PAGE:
Some significant theological responses to modernity were coy about doctrine. Much recent systematic theology has, however, been involved in a retrieval of the doctrinal tradition and its truth-claiming functions. Yet this retrieval has been simultaneous with the growing influence of ideologies of pluralism in Western culture. This unit will explore how, in this context, doctrinal discourse makes public truth-claims and how such discourse functions within the church. Doctrine will be brought into conversation with analogy, metaphor, narrative and drama. In any given semester, the pastoral, apologetic and community-defining roles of two classical areas of doctrinal enquiry will be critically explored (e.g. any two of creation, atonement, resurrection, pneumatology, eschatology etc). Students will also study the way doctrine and specific doctrines function in a community of faith known to them.

Unit code: CT9020P (Approved)

Points: 24.0

Unit level: Postgraduate Elective

Unit discipline: Systematic Theology

Proposing College: Pilgrim Theological College

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Learning outcomes


Demonstrate a critical understanding of the nature and force of modernity’s critique of Christianity’s doctrinal tradition


Interpret contemporary debates about the nature and function of Christian doctrine


Identify the challenges posed to Christian doctrine by the ideologies of contemporary pluralist cultures


Articulate the relationship between doctrine, analogy, metaphor, narrative and drama and the difference between them


Identify and assess the various doctrines explicitly and implicitly shaping the life of a particular Christian community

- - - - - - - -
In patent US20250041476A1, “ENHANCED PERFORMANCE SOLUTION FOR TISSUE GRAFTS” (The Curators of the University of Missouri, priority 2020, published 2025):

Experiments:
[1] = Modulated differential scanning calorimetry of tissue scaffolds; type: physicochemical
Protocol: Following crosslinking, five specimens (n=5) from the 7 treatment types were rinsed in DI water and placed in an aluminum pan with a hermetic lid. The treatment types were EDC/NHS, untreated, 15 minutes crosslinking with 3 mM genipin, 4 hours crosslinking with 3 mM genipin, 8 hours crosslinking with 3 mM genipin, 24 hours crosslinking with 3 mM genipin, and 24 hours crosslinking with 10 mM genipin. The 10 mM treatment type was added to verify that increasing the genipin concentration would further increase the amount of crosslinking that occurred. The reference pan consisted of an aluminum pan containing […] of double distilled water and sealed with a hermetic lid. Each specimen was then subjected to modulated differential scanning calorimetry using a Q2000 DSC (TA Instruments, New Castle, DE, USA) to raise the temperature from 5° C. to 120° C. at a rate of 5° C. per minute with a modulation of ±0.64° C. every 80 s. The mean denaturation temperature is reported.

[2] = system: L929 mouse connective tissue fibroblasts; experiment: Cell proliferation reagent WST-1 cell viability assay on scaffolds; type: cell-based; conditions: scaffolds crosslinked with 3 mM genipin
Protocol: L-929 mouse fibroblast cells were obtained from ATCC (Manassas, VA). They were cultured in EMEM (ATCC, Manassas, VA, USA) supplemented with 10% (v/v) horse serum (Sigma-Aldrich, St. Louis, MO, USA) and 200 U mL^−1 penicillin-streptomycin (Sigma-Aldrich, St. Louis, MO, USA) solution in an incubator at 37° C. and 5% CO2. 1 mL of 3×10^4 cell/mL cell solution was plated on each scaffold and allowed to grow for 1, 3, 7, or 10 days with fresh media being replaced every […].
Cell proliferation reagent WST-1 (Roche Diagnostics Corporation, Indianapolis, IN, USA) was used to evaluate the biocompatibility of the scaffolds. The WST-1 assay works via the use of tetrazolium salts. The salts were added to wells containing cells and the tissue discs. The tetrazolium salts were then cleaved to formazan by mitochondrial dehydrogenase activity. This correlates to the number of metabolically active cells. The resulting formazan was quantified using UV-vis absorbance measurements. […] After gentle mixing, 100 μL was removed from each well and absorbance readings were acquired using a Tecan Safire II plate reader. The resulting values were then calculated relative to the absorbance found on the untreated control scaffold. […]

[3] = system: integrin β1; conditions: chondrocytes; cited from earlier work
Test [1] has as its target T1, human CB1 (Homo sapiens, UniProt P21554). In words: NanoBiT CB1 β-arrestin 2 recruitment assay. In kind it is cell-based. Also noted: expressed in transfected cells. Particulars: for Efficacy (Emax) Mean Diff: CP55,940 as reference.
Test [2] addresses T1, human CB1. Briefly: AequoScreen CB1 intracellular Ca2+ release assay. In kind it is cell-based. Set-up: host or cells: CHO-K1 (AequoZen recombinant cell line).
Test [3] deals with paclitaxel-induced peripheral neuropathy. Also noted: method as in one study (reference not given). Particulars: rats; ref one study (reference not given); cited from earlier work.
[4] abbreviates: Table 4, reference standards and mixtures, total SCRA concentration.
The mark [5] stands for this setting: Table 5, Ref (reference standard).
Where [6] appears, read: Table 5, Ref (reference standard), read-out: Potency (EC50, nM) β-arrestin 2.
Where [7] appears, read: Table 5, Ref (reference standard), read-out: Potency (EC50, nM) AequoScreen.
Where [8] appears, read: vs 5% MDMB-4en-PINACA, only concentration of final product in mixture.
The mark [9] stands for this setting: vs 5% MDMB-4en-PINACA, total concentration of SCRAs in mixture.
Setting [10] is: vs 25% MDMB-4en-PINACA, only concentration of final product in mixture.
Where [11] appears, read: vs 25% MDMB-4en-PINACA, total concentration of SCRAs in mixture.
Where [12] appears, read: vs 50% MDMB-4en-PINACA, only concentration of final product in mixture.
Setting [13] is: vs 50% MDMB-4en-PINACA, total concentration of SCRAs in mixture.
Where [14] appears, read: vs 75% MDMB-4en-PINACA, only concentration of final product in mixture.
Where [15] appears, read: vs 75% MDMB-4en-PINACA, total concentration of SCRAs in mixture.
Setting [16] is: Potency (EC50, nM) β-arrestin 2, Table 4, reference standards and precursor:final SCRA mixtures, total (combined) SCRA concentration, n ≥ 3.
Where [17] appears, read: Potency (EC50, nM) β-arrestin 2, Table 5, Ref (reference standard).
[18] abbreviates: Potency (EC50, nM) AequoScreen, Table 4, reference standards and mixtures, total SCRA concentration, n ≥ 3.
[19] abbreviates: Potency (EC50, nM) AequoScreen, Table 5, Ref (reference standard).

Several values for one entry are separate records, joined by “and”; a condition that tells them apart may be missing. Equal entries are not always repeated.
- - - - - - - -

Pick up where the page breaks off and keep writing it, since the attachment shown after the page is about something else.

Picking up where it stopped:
Analyse and articulate the criticisms, development and the ecclesial function of one specific major area of Christian doctrine

Unit sequence

CT8000P or CT8009P


Lectures, Seminars, Tutorials

Indicative Bibliography

  • Charry, Ellen T. By the Renewing of Your Minds: The Pastoral Function of Christian Doctrine New York and Oxford: OUP, 1997
  • Helmer, Christine. Theology and the End of Doctrine. Louisville: WJKP, 2014.
  • Hovey, Bearing True Witness: Truthfulness in Christian Practice Grand Rapids: Eerdmans, 2011.
  • Lindbeck, George. The Nature of Doctrine: Religion and Theology in a Postliberal Age. Philadelphia: Fortress, 1984.
  • McGrath, Alister E. The Genesis of Doctrine: A Study in the Foundation of Doctrinal Criticism. Grand Rapids: Eerdmans / Vancouver: Regent, 1990.
  • Mitchener, Ronald T. Postliberal Theology: A Guide for the Perplexed. London: T&T Clark, 2013. (recommended for purchase)
  • Murphy, Nancey. Beyond Liberalism and Fundamentalism: How Modern and Postmodern Philosophy Set the Theological Agenda. Harrisburg: Trinity Press International, 1996.
  • Vanhoozer, Kevin J. The Drama of Doctrine: A Canonical Linguistic Approach to Christian Theology. Louisville: WJKP, 2005.
  • Volpe, Medi Ann. Rethinking Christian Identity: Doctrine and Discipleship. Chichester: Wiley Blackwell, 2013
  • Webster, John and Schner, George P. (eds). Theology After Liberalism: A Reader. Oxford: Blackwell, 2000.


Type Description Word count Weight (%)
Tutorial Paper/Seminar Paper

TUTORIAL JOURNAL: 1500 words of tutorial reflections

0 25.0

RESEARCH ESSAY: 3000 word essay on the content and function of designated Christian doctrine

0 50.0
Project Report or Project Journal

PROJECT: 1500 word study of the doctrines shaping the life of a particular Christian community.

0 25.0

Unit approved for the University of Divinity by John Capper on 19 Oct, 2017

Unit record last updated: 2019-04-26 15:51:11 +1000